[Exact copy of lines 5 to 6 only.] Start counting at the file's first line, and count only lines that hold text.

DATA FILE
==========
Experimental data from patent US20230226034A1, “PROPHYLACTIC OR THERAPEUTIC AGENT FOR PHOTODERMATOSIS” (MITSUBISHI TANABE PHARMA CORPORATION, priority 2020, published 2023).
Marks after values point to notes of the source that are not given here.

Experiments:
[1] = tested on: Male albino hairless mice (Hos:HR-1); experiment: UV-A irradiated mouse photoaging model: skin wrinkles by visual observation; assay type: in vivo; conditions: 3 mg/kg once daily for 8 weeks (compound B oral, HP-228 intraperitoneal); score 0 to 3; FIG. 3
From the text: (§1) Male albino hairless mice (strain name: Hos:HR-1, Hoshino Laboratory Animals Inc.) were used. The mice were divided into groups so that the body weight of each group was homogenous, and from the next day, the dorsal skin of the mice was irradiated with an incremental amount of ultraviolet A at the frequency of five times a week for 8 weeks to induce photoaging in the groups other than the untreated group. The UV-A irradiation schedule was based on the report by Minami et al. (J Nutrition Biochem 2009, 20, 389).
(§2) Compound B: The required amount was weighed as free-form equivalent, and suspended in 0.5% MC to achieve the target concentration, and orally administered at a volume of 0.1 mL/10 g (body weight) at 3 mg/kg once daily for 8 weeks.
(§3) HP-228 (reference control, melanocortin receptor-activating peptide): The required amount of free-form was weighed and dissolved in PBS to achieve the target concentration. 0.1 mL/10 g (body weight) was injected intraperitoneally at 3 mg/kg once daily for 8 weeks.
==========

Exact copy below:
From the text: (§1) Male albino hairless mice (strain name: Hos:HR-1, Hoshino Laboratory Animals Inc.) were used. The mice were divided into groups so that the body weight of each group was homogenous, and from the next day, the dorsal skin of the mice was irradiated with an incremental amount of ultraviolet A at the frequency of five times a week for 8 weeks to induce photoaging in the groups other than the untreated group. The UV-A irradiation schedule was based on the report by Minami et al. (J Nutrition Biochem 2009, 20, 389).
(§2) Compound B: The required amount was weighed as free-form equivalent, and suspended in 0.5% MC to achieve the target concentration, and orally administered at a volume of 0.1 mL/10 g (body weight) at 3 mg/kg once daily for 8 weeks.